“She’s ethereal, you can’t tell if she’s fantasy or reality, it plays with your mind, it creates wonder and makes you question the things you see,” said British photographer Cameron-James Wilson, the mastermind behind “the world’s first digital supermodel” who has been christened Shudu Gram. The digital creation catapulted into social media stardom earlier this year when Rihanna’s cosmetics line, Fenty Beauty, shared her image on its Instagram account.
Since then, the striking photograph of Gram sporting vivid orange lipstick has amassed more than 200,000 likes and over 2,000 comments, far surpassing the average engagement of images posted on the account. The reactions were a divided mix of awe and resentment. While many cooed praises for the computer-generated model, others blatantly shot her down, pointing out that she was but a fictional character.
Gram first came to be about a year ago when Wilson first sketched her. “It was something I would visit, and come back to until I eventually had the very first image, with the gold Ndebele necklace,” said Wilson. Her deceivingly life-like luminous dark skin, intense glare, pouty lips and slender figure are drawn primarily from South African Princess Barbie and from the likes of supermodels such as Alek Wek, Naomi Campbell and Iman. As human as she seems, there exists an inherent disconnect in her contrived personality.
“She’s in her mid- to late-twenties and could grow younger, older, or both...I want as little input into who she is as possible. I think she’ll develop naturally, over time,” said Wilson.
The intermingling of digital technology with reality has in the years before led to the rise of intelligent personal assistants: Apple’s Siri, Microsoft’s Cortana and Android’s Robin. Previously, artificial intelligence found its value in human life by aiding in its betterment. But what exactly does a digital persona like Gram have to bring to the table of an already saturated online media platform?
“Shudu is my own view and exploration of what beauty means to me. It’s not a comment on anyone else, or a standard I’m trying to set. It’s just me exploring my own views,” said Wilson.
An outfit of the day (OOTD) of computer-generated persona Lil Miquela in Prada.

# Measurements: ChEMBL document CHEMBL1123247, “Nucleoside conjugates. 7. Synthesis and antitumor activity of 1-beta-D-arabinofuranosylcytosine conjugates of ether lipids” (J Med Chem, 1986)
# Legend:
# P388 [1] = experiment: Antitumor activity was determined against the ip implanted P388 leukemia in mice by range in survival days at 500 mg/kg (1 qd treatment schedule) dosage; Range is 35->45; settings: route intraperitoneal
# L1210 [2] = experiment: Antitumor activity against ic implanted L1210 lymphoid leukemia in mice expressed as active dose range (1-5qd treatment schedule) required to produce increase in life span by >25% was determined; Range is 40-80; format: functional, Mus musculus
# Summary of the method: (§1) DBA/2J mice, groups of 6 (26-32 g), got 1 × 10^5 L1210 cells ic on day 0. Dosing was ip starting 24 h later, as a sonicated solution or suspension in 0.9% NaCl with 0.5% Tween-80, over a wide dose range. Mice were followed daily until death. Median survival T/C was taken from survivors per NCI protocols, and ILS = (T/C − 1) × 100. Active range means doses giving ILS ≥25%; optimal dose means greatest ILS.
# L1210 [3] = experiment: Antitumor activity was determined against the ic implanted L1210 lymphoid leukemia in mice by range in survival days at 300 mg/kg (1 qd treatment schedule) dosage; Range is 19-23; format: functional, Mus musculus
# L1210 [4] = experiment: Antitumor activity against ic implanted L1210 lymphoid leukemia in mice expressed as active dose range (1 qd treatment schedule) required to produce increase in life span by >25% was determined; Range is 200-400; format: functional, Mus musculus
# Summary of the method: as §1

Shudu is not the only one of her kind. Lil Miquela, also a computer-generated creation, poses as human on Instagram. She not only speaks in first person but is also Photoshopped into images alongside her human counterparts in real life settings.
As of press time, Miquela boasts a burgeoning following of 959,000 followers. Unlike Shudu, Miquela is a full-fledged, independently functioning social media influencer.
“The term influencer is still so new to me! I first started using Instagram to see what other people were doing, find cool art and new music, as well as post my own. I never imagined by social media to take off like it has!” mused Miquela. Feigning ignorance to the fact that her existence can after all be measured in pixels, she manages her Instagram account just as someone in the flesh would.
“I have a great, personal relationship with my fans. I’m always reading my DM’s and the outpour of support has been extremely positive and uplifting,” she said. The 19-year-old social media phenomenon, born in Downey, California, brands herself as an activist and artist.
Lil Miquela "photographed" with social media influencer Margaret Zhang.
Her involvement in social causes is apparent on her Instagram account where she shares posts on campaigns ranging from Black Lives Matter to ones related to education for the youth.
“I hope I have the power to create change. I’ve taken the opportunity to share social and political causes that are near to my heart, and causes I find powerful that may not have visibility on a larger scale. If one person takes the time to click on an organisation, artist, whatever it may be, I feel like I’ve succeeded,” said Miquela.
On the sidelines, Miquela has also released multiple bubble- gum pop tunes fit for the clubs. In her seemingly ordinary world, like any other teenager, the pouty-lipped, heavily freckled Miquela spends time with her friends and hangs out at the beach. A persona so distinct, followers are left to grapple with her authenticity.
To date, her creator, who remains in the shadows continues to purvey the idea that Miquela, is indeed a person. “I’m not famous... to answer questions in the third person!” she offered when quizzed if she was real.
In the grand scheme of things, Gram and Miquela may only be two computer-generated personalities in a world that is populated by billions but the traction that they have both garnered speaks of a potentially impending trend. Projecting into the conceivable future, we could all be rendered as three- dimensional characters, tweaking our features and building a wardrobe of enviable outfits in a world within our computers.
“There might be a time when we all may be 3D,” mused Wilson. How relevant is reality in actuality?
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